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First Edition Cycling News, Wednesday, July 13, 2011

Date published:
July 13, 2011, 1:00 BST
  • Oss takes on the Tour de France sprinters

    Daniel Oss (Liquigas-Cannondale)
    Article published:
    July 12, 2011, 21:15 BST
    Stephen Farrand

    Italian looking for opportunities while working for Basso

    Daniel Oss is at the Tour de France to protect Liquigas-Cannondale team leader Ivan Basso but with good legs and a good morale, the Italian is trying to take any chance he gets to ride for himself.

    Many failed to identify Oss as he dived through the final corners of the stage to Carmaux, leading out the sprint, but he had been let off the leash by directeur sportif Stefano Zanatta and tried to take his chance against Mark Cavendish (HTC-Highroad) and eventual winner Andre Greipel (Omega Pharma-Lotto).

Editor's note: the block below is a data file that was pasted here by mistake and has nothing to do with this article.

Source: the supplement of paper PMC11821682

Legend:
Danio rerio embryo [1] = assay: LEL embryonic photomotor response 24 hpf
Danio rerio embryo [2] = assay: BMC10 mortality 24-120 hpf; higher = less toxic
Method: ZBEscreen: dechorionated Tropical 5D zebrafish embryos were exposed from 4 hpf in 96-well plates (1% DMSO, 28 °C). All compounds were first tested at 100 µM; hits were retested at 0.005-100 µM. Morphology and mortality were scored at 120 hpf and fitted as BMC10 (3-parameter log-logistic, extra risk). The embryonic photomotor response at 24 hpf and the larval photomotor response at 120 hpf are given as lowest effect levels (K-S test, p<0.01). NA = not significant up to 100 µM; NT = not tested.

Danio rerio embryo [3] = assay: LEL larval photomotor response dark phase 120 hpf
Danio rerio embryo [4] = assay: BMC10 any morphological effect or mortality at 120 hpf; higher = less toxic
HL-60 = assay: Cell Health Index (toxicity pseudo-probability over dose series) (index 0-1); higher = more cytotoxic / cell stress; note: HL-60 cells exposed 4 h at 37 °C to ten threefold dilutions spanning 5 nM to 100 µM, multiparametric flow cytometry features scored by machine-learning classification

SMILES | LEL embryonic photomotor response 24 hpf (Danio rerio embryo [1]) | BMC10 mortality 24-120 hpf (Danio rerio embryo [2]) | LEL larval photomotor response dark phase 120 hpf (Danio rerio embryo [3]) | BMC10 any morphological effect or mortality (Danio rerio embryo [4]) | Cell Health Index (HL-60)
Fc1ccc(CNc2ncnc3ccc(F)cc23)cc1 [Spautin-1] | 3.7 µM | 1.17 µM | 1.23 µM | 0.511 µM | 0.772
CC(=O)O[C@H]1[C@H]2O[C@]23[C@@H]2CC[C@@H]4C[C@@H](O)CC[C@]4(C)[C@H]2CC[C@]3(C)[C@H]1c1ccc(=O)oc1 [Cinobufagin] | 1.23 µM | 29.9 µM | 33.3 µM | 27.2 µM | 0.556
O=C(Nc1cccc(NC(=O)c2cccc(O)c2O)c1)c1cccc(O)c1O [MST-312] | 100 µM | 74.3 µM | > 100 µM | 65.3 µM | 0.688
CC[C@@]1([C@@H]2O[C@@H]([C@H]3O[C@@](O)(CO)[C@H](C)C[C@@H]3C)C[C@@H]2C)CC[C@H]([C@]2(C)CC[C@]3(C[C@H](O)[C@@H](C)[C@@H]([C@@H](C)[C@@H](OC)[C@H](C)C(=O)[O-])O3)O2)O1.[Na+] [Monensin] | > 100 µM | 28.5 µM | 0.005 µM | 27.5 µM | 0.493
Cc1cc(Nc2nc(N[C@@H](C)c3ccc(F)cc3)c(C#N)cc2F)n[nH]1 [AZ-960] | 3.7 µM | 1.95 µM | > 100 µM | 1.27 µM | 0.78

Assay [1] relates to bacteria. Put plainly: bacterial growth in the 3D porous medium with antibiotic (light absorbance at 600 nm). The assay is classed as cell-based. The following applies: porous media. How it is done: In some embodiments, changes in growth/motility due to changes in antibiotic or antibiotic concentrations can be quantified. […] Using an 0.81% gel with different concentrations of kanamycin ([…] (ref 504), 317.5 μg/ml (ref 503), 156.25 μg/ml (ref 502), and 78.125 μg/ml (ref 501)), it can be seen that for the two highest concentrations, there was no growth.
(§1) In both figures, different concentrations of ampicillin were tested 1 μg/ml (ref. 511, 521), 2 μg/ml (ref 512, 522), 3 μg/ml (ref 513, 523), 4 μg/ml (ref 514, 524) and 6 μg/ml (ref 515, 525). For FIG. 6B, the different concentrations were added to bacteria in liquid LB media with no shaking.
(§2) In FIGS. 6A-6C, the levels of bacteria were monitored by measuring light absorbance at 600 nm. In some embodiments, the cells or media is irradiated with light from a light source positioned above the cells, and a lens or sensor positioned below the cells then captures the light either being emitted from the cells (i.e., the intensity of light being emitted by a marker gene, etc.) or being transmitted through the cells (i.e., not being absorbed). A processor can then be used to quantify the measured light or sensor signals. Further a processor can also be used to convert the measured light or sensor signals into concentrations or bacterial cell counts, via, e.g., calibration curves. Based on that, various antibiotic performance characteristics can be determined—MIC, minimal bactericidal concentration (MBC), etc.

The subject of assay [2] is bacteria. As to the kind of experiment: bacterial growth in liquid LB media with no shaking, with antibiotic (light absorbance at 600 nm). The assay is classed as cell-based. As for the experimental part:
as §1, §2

Oss was also overtaken by Jose Joaquim Rojas (Movistar), Thor Hushovd (Garmin-Cervelo) and Romain Feillu (Vacansoleil), but finished an impressive sixth after hitting out too early. The lanky rider form the northern Trentino region of Italy had a troubled spring but seems to have found his form for the Tour.

    “My legs are good, I can feel it,” he said in a press release from the team.

    “I’ve handled the climbs pretty well and that’s a good sign. On the last climb today I was at the front when it split. The important thing was to look after Basso and I did that with Paterski without problem. Then the team car gave me the green light to have a go in the sprint.

    “Zanatta gave me two vital pieces of advice for the final dangerous corners. I was with the sprinters after the red kit that indicates the final kilometre. They know the tricks of the trade a little better than me and I perhaps went a bit too early. If I’d been a bit more aggressive I think I could have finished in the top three but when you’re going for it, you follow your instinct instead of logic.”